Till We Have Faces

by C. S. Lewis

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What is the significance of the title in the story of Till We Have Faces?

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This powerful novel about the life of Orual, sister of Psyche, contains much that can be learnt about humanity and our patterns of relating with others and ourselves. The title of this text relates to a central section of the novel when Orual finally is able to do what she has hoped to do throughout the entire story: deliver her complaint to the gods. She is a character who, for much of her narrative, is absolutely consumed by her bitterness at how she has been treated by the gods and what has happened to her sister, Psyche. However, when she gets this opportunity, she makes a realisation that shocks her and comes to her like an epiphany:

When the time comes to you at which you will be forced at last to utter the speech which has lain at the center of your soul for years which you have, all that time, idiot-like, been saying over and over, you'll not talk about the joy of words. I saw well why the gods do not speak to us openly, nor let us answer. Till that word can be dug out of us, why should they hear the babble that we think we mean? How can they meet us face to face till we have faces?

Orual realises that the complaint that has been at the center of her soul for so long is nothing more than a "babble," because she lacks the self-awareness to understand her life, her actions and her sorrows. The final line of this quote is where Lewis took the title for this work from. It links the work to the theme of self-awareness and the journey that Orual takes throughout the novel as she begins to understand that her love for her sister, Psyche, is not actually love but selfishness. The importance of the title is emphasised by the way that Orual is a Queen famed for wearing a veil to cover her face. She does not have a "face" for most of the novel, and this symbolically supports her lack of self-awareness.

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Explicate one theme in Till We Have Faces and its significance in the story and to the modern-day reader.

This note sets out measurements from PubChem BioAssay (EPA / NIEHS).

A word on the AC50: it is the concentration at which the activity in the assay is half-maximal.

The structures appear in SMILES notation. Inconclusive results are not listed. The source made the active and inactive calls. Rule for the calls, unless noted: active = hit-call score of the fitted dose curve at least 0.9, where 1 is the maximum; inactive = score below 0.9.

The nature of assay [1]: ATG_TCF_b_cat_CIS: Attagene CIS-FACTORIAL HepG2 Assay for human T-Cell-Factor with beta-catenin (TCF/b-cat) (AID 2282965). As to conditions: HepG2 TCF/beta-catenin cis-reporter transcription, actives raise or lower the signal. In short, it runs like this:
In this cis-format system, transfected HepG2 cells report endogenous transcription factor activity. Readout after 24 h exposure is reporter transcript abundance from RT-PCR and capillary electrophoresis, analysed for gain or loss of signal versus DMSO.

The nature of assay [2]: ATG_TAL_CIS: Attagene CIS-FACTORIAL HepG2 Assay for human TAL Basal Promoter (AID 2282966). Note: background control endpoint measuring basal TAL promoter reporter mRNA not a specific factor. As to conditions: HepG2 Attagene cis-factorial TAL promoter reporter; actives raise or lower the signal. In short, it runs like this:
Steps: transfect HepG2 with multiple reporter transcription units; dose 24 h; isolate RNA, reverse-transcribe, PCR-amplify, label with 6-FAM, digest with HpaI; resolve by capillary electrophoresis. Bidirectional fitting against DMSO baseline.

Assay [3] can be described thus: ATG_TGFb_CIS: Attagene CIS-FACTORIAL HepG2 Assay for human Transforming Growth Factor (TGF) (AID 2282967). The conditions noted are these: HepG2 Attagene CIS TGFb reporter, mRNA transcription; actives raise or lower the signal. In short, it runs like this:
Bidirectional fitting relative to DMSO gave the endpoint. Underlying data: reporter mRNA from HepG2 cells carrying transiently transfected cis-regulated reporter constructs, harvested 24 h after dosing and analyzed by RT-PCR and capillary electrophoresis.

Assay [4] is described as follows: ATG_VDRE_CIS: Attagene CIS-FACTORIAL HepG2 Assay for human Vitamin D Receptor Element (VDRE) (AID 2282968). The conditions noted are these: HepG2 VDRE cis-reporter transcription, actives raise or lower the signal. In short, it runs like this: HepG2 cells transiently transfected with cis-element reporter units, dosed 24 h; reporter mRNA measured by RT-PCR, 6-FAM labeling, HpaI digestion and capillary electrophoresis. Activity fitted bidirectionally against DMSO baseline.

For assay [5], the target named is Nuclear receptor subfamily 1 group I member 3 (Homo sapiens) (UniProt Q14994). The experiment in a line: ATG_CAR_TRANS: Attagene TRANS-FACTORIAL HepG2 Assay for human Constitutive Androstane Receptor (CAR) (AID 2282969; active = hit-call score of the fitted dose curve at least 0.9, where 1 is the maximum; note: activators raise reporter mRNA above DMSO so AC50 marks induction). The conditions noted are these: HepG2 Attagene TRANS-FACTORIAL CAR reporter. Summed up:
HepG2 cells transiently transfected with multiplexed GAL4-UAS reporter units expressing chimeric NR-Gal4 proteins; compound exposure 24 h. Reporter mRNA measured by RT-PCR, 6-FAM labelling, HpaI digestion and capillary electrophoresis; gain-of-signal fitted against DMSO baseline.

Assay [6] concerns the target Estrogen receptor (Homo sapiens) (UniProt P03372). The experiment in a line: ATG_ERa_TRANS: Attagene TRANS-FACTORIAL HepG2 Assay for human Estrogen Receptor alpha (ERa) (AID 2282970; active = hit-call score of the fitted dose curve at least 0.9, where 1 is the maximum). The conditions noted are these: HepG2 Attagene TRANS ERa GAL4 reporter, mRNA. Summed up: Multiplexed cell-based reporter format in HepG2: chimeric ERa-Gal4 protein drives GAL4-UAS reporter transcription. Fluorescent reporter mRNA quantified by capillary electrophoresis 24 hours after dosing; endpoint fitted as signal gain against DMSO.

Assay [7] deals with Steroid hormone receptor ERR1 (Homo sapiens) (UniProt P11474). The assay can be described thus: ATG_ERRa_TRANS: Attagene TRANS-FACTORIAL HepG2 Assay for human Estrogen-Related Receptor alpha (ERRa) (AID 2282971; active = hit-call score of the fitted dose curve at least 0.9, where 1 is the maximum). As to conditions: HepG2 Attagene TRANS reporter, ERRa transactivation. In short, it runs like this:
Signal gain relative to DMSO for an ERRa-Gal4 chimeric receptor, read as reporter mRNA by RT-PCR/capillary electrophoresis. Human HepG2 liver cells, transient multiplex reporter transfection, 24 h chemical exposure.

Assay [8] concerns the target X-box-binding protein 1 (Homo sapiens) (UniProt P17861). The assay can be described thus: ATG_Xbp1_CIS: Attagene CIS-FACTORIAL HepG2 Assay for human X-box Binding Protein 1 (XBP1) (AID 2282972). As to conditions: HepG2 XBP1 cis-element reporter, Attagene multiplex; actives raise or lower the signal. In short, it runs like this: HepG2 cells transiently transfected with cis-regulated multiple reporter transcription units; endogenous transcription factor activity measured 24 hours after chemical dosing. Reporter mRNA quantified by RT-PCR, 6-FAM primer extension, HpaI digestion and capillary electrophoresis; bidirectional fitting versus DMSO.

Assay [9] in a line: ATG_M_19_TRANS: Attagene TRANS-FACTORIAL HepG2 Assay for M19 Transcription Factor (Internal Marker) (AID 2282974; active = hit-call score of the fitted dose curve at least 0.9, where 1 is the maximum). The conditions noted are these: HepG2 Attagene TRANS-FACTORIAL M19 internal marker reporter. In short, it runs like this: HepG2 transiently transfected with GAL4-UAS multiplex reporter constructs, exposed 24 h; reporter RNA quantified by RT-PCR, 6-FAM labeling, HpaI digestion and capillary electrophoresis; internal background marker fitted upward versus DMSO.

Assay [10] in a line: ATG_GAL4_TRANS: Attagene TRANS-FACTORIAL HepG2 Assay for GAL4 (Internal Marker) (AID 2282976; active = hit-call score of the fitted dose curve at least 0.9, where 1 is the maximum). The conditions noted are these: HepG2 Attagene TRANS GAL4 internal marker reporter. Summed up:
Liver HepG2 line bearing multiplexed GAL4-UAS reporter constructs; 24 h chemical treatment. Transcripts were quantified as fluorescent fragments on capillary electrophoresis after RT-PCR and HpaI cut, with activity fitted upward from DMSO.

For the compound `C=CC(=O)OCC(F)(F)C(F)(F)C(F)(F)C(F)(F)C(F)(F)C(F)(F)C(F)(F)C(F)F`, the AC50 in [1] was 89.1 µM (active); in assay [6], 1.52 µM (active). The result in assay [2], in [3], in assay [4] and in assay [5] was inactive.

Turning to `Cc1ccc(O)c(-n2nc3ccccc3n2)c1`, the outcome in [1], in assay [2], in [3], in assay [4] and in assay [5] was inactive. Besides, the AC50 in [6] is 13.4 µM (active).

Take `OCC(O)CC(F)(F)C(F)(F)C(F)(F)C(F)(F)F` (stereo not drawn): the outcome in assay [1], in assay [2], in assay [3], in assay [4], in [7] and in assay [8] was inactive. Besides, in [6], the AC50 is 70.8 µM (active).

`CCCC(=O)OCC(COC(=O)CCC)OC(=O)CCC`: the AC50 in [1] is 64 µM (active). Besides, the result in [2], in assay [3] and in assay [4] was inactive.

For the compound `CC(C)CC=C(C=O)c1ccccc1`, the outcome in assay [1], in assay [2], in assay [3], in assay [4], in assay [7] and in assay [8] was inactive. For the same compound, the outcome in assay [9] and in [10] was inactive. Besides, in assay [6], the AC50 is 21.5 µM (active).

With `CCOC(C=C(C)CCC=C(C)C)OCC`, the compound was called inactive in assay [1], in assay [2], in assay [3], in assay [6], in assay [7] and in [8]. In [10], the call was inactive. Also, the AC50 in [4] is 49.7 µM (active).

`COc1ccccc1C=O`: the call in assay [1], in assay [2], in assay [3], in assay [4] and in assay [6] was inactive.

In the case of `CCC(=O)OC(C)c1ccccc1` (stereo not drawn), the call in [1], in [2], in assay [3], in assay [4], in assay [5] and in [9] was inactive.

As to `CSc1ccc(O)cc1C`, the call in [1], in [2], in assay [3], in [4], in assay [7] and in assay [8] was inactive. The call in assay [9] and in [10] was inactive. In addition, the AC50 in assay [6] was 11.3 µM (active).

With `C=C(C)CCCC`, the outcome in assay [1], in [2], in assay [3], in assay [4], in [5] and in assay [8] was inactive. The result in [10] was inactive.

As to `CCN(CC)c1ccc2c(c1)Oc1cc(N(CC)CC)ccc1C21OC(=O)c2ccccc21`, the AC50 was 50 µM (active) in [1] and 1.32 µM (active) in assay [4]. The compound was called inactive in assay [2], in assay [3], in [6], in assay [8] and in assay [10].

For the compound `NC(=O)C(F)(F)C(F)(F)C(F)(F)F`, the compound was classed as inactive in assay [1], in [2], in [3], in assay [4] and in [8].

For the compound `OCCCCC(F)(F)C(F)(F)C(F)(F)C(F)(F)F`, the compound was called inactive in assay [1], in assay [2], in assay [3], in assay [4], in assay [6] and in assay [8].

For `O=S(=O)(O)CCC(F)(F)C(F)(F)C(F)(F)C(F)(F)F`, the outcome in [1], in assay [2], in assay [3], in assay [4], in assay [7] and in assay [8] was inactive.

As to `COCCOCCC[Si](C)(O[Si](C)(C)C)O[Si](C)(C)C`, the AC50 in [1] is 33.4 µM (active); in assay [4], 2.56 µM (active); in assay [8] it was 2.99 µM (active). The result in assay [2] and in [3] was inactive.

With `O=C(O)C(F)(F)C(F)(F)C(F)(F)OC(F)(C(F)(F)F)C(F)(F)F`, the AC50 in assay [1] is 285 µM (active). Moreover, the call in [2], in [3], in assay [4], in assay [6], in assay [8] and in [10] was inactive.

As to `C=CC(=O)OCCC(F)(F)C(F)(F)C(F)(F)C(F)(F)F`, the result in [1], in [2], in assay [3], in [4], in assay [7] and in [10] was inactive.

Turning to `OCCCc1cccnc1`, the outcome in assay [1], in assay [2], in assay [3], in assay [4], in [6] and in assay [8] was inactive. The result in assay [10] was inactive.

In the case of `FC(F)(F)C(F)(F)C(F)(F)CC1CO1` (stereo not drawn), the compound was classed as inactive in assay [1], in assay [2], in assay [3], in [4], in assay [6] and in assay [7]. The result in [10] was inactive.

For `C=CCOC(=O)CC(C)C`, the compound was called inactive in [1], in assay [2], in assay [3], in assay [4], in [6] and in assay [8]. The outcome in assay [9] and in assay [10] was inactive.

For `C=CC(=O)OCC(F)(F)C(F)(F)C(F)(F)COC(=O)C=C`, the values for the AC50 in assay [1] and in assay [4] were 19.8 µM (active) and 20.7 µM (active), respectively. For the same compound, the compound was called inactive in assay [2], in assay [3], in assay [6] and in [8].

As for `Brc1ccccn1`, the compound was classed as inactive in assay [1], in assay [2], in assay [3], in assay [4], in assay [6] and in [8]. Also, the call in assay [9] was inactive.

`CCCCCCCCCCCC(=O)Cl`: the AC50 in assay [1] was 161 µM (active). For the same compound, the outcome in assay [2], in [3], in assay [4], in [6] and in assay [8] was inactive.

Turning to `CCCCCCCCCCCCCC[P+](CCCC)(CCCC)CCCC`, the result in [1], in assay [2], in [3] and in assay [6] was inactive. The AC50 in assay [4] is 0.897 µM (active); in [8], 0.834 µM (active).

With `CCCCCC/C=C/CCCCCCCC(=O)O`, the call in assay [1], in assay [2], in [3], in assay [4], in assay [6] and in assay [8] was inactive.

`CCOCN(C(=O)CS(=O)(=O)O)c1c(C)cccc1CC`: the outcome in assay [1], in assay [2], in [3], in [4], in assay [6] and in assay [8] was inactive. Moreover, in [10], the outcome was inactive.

One of the central themes of this important text by C. S. Lewis is that of the danger of giving one's life entirely to a vocation and the negative impact this can have on that person. The person in question is of course Orual, who is so consumed with bitterness about what happened to her sister, Psyche, that she spends the majority of her life nurturing and harbouring her complaint against the gods, longing to have her woes heard and answered. However, as Lewis makes clear, the all-consuming nature of her mission means that she is blind to her own involvement in what happened to Psyche and her own failings. The text then charts the gradual growth of self-realisation that Orual experiences, and it is only when she is able to deliver her complaint that has consumed her for so long that she realises she has lacked massively self-awareness:

Till that word can be dug out of us, why should they hear the babble that we think we mean? How can they meet us face to face till we have faces?

This central passage of the novel, from which the title is taken, identifies the dangers of giving one's life over to a cause so completely that it excludes everthing else, including love and self-knowledge. This is something that of course has massive application to 21st century readers. Identifying with a vocation or a cause too strongly can lead to disaster, as suicide bombers in various parts of the world testify. This novel then advises moderation in any vocation that its readers may choose to follow.

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